Children often place their faith and trust in fairy tales. How painful it can be for them when some friend lets them in on the truth about the Easter Bunny or the Tooth Fairy before they are ready to accept a more mature worldview. As companies enter new businesses and try to expand the markets for their products, they often find themselves much like children with misplaced faith. As they innocently charge ahead toward new goals, they too often believe in fairy tales. As they mature in the new business, they slowly gain discernment and the ability to separate truth from fiction. Sometimes their faith in fairy tales is abruptly shattered, just as a child learns that truth with pain.
The business of digital television is going through such a transition. With the new technology comes many new opportunities for growth and expansion. Companies who have never been in the television business before charge ahead in search of these opportunities. The new technology also changes the rules, pushing some companies from mature positions in the industry back to more infantile ones. They struggle to gain the core competencies needed to compete in a new era. The buggy-whip makers of the past have to reinvent themselves to survive.
Some companies who have been proficient and mature in digital technology, software, or computers overestimate the application of their competencies to the new markets. Those who previously understood the TV business often misjudge the areas or rate at which growth will be demanded. They place their faith in what has worked in the past, without realizing that a new and more mature worldview is needed.
One area that is profoundly affected by this misplaced faith is industry standards. In some cases those children entering the new business create fairy-tales. These fairy tales are not created in deceit, but rather by a lack of understanding of the new business dynamics or complexities. An example of such a fairy tale is the EIA/CEA-818-B "Cable Compatibility Standard." This standard was created by the "buggy-whip makers" of days gone by without proper understanding of the new business they were trying to enter. Those companies who place their faith in this fairy-tale will be sadly disappointed once they gain some maturity and understanding about the dynamics of the new industry.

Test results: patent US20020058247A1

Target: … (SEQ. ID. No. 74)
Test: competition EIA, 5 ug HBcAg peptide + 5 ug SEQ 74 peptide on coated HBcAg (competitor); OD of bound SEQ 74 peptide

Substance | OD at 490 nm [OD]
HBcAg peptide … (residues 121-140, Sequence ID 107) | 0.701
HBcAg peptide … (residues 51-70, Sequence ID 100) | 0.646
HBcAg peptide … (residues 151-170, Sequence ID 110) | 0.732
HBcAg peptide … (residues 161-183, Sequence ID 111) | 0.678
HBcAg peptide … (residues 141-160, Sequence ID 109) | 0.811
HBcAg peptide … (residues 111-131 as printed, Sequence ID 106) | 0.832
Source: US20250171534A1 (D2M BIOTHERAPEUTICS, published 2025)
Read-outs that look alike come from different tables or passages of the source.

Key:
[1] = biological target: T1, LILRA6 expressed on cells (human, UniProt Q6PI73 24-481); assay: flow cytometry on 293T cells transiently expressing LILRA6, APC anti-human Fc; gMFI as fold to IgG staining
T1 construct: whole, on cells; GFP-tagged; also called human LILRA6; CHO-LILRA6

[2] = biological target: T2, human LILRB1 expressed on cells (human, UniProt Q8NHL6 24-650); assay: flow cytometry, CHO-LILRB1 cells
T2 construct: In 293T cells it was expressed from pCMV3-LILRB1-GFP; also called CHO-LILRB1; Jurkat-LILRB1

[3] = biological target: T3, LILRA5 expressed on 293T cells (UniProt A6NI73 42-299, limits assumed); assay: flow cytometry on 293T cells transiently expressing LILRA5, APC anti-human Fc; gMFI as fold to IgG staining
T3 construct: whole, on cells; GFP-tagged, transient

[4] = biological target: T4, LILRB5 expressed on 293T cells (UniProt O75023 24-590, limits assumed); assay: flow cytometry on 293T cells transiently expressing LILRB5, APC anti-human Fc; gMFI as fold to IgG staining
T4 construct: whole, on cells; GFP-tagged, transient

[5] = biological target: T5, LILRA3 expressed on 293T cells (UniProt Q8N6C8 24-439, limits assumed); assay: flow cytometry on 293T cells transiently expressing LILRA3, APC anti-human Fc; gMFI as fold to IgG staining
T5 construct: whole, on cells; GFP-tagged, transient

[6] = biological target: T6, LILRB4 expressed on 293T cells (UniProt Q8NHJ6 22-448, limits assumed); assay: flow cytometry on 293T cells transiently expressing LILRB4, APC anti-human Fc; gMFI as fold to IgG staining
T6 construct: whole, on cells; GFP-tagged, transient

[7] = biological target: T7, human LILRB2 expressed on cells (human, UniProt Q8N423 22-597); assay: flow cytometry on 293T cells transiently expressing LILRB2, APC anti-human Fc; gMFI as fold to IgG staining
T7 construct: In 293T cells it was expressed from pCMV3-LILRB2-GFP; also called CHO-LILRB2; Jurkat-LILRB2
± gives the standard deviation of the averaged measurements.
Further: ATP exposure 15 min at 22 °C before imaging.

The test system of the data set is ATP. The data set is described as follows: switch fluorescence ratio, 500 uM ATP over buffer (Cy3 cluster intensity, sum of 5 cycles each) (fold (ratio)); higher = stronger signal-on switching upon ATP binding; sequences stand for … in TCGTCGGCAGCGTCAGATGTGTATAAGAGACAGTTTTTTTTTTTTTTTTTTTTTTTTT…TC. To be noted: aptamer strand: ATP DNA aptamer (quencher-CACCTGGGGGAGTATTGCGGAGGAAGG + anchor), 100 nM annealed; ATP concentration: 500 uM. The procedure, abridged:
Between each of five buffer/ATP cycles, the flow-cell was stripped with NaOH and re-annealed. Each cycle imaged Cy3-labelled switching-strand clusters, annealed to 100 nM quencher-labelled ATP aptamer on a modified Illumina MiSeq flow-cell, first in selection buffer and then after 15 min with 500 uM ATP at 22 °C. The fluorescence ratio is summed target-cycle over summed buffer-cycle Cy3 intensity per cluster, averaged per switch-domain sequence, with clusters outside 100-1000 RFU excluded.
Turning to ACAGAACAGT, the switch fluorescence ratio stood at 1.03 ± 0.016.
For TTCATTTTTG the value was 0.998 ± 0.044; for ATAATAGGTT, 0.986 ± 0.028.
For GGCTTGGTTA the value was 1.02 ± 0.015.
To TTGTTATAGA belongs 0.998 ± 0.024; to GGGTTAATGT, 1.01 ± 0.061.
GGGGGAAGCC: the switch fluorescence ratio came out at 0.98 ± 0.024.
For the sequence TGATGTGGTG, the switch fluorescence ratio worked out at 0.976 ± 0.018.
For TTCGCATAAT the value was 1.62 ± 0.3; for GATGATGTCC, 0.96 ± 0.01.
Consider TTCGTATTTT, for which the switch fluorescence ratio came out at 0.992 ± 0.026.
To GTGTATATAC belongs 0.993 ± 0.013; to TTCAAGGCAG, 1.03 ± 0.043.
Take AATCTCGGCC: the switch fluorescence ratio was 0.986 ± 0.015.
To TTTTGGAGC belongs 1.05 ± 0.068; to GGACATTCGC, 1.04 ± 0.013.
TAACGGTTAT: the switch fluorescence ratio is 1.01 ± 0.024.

The old-school TV makers developed the EIA/CEA-818 standard in a vacuum. They got together with like-minded TV makers trying to preserve the business to which they had become accustomed. They failed to take into account the needs of the cable industry to develop a standard they arrogantly called a Cable Compatibility Standard. They did extend an invitation to members of the cable industry as a token of openness, but none accepted since they were already involved in similar ventures within the SCTE-DVS process. This standard, developed by the R-8 Committee of the Consumer Electronics Association, attempts to define the characteristics of a digital cable plant and to define the requirements of a compatible receiver.
Unfortunately, the standard misses its intended mark largely due to the lack of balance among the authors. The committee that developed this standard has virtually no representation from the very industry where it seeks compatibility.
While the buggy-whip-makers were busy crafting their cable standard without cable industry participation, the cable industry was busy using the open SCTE-DVS process to develop more relevant standards with the help of a wide range of manufacturers. One of the standards they developed was SCTE-DVS/313, which I have described in previous articles. DVS/313 is a complete standard that fully characterizes the types of digital signals that may be carried on a cable plant.
While EIA/CEA-818 also attempts to define the requirements of a cable compatible digital receiver, it falls woefully short in some areas and includes functions not required at all in others. Meanwhile, the cable industry has also developed specifications for cable compatible receivers. These specifications are known as the OpenCable Host Core Functional Requirements. Unlike the development of the CEA standard, these cable receiver specifications were developed with a complete understanding of the needs of the industry with which they expect to be compatible. When the time comes to build compatible cable products for sale at retail, manufacturers will have to decide where to place their faith. Some will place it in themselves or the fairy tales created by their buddies. Others will place it in the truth of standards and specifications developed by the cable industry. Those with the misplaced faith will eventually be disappointed and hurt. Don't let this mistake happen to your company.
[Editor's Note]:The opinions expressed in the story above are those of the author only and are not necessarily those of his employer, or the publisher.
Future US's leading brands bring the most important, up-to-date information right to your inbox
Thank you for signing up to TV Tech. You will receive a verification email shortly.
There was a problem. Please refresh the page and try again.